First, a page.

I am most eager to set my eyes on a cow. In my mind, I see the herd ambling down the town’s main tar road in an alarming juxtaposition. It is normal here, but I imagine myself leaning my head on the car seat to muse; what must an outsider think? Does he, alarmed by the calm of the drivers that stop to wait patiently for the cows to move along, shuffle around the contents of his backpack to find his cheap camera? Does he sit slack-jawed, mulling over in his own head misguided conceptions of wealth and development?
It doesn’t matter, I think, because what my heart hungers for the most is to see a cow. I want to roll down the window and wave to the herd’s shepherds. Maybe I’ll get a wave back. I want to see a bull roll the muscles of its belly in anticipation, pushing itself against another body with hind legs rearing up to mount. It’s spring, after all. I want to hear the herd speak, its bellows baritone moans in the humid heat.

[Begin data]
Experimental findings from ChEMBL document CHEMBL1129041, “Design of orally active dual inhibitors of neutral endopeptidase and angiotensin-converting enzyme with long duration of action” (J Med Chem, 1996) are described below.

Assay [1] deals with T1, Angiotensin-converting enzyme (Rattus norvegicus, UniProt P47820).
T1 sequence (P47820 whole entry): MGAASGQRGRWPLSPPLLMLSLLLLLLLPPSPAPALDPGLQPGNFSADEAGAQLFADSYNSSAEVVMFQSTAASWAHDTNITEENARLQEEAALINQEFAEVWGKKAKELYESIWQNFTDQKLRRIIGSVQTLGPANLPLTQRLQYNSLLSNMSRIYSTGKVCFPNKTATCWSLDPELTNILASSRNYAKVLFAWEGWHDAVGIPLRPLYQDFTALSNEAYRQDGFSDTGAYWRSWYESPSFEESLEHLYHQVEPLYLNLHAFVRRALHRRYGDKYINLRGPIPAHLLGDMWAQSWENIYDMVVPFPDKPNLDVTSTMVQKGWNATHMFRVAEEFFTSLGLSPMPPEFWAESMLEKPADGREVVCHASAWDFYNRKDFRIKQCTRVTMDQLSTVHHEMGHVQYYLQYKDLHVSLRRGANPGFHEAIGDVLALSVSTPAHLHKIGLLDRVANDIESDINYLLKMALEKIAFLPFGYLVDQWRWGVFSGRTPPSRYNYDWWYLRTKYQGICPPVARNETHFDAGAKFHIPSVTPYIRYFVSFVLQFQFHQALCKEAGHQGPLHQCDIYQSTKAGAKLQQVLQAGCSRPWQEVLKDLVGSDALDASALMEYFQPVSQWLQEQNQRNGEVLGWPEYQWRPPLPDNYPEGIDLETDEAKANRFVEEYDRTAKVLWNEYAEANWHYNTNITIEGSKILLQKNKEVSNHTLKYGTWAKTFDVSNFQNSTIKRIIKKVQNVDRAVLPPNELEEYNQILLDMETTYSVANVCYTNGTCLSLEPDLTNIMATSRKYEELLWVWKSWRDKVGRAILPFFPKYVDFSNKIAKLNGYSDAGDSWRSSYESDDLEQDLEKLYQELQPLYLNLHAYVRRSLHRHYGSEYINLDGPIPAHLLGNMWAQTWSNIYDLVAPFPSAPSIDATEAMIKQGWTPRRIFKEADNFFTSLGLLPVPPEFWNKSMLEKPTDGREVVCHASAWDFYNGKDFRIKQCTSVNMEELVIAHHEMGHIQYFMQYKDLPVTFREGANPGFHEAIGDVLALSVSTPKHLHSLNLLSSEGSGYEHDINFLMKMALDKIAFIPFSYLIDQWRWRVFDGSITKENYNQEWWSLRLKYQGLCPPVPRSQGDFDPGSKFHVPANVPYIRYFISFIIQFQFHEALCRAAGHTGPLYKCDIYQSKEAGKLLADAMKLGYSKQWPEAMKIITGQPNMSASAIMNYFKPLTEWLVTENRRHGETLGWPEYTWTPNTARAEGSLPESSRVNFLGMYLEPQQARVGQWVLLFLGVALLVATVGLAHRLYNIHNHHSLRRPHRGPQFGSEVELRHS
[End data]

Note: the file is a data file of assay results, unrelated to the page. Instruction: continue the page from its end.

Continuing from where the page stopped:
There should be one right around the bend when we cross the border. I reckon it will be the first thing I see through the gates leading to the land on the other side of the Great River. My thighs are tight with the effort of waiting. The rain is a good sign, I think, because I have missed the smell of wet earth, fresh grass, and cow shit. I wish to satisfy my yearning for home.
It has been an hour now, and not a single cow. I am nervous. It is becoming harder to open the little pipe in my throat responsible for the carriage of air. Every five minutes or so, I release a small hiccup. When I finally see it, a dot the size of my fingernail in the distance, I almost jump up from my seat. The closer the car gets, I know it not to be the beginnings of a herd, but only the felled trunk of a small tree.